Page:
Talking About Mental Health

When it comes to talking about mental health, it can be quite awkward. Sometimes an awkward situation is the best time to spark up a conversation, though.

For many young people who are going through something they don’t know how to deal with, they are silently reaching out for help, but we often don’t read the signs because we’re not looking for them. So, how do you know when someone needs help who is struggling with anxiety, depression, or other mental health issues? One simple way – just ask!

The Ad Council whose mission is to “identify a select number of significant public issues and stimulate action on those issues through communications programs that make a measurable difference in our society”, has created a suicide prevention campaign called “Seize the Awkward” to encourage young people to reach out to friends who might be struggling with their mental health.

The campaign originated from a partnership with the Ad Council, the Jed Foundation, and the American Foundation for Suicide Prevention. According to the campaign, 76% of young adults will turn to a peer for support in a time of crisis. Suicide is the second leading cause of death among young people. This is why it’s important to speak up when you think a friend may be going through something.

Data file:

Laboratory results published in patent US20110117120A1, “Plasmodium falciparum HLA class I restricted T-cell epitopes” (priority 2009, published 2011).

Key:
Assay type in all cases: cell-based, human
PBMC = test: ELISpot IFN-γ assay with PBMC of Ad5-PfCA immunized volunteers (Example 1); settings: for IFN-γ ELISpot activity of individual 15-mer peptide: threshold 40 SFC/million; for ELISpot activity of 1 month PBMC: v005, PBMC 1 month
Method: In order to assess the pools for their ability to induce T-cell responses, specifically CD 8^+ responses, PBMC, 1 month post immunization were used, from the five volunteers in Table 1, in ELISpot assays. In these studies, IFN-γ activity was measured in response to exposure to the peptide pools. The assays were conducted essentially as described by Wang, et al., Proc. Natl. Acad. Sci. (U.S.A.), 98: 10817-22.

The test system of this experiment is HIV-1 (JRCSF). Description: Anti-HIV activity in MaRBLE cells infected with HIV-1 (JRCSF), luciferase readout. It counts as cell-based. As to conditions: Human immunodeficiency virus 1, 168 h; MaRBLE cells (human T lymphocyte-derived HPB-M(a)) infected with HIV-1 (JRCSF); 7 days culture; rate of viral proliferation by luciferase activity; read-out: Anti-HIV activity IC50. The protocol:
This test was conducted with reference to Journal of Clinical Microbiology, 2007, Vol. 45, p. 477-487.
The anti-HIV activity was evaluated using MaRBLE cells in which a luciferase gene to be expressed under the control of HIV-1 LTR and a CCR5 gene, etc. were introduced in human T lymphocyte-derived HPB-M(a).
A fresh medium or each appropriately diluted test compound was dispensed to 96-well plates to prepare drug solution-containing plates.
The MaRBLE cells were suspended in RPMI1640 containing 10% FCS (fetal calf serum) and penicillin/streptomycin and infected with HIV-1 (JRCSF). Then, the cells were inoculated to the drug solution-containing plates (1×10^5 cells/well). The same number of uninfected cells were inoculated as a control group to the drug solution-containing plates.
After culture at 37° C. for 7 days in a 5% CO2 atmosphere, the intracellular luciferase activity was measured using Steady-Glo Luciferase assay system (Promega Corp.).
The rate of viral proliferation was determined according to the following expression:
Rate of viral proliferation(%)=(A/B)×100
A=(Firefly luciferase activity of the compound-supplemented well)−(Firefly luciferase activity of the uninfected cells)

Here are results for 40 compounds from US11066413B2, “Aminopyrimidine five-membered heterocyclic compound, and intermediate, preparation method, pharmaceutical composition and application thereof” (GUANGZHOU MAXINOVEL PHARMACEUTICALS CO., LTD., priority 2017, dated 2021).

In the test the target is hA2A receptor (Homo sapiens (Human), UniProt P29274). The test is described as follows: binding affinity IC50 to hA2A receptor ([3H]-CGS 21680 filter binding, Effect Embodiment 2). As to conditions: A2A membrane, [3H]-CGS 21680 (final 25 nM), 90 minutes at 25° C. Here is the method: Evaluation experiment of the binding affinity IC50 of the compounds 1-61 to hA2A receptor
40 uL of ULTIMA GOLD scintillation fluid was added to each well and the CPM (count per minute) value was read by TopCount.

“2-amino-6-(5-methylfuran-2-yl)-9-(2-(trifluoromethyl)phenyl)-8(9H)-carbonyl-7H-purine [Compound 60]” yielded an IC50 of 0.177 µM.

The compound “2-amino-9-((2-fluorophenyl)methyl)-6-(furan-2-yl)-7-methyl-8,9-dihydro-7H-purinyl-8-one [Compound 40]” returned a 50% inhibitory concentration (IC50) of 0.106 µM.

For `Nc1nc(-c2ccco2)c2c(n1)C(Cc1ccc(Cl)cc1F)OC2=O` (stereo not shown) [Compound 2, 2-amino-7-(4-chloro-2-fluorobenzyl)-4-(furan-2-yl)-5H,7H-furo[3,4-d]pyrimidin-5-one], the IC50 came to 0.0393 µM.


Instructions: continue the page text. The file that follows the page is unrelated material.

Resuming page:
Recently, during Mental Health Awareness Month in May, a new rising pop star, Billie Eilish shares that

“It doesn’t make you weak to ask for help. “Sometimes you don’t even have to say anything to someone for them to know they understand. Sometimes it’s about a hug. It’s about someone holding you.”

If you’re reading this, take a moment to think about your friends and loved ones. Are they ok? Are you sure? If you’re not sure, ask them. If you don’t know what to say, Seize the Awkward shares a few opening lines to get the conversation going, such as “I’ve noticed you’ve been down lately. What’s going on?”, or “Seems like you haven’t been yourself lately. What’s up?”

If you are struggling with mental health illness such as depression and anxiety, there’s help for you. Call us at 336-694-9331 to schedule an appointment with Tania Hyppolite, LCSW if you need counseling and therapy. If you feel like your symptoms may require medication management, call us to set up an appointment with Connie Robinette, PMHNP-BC.

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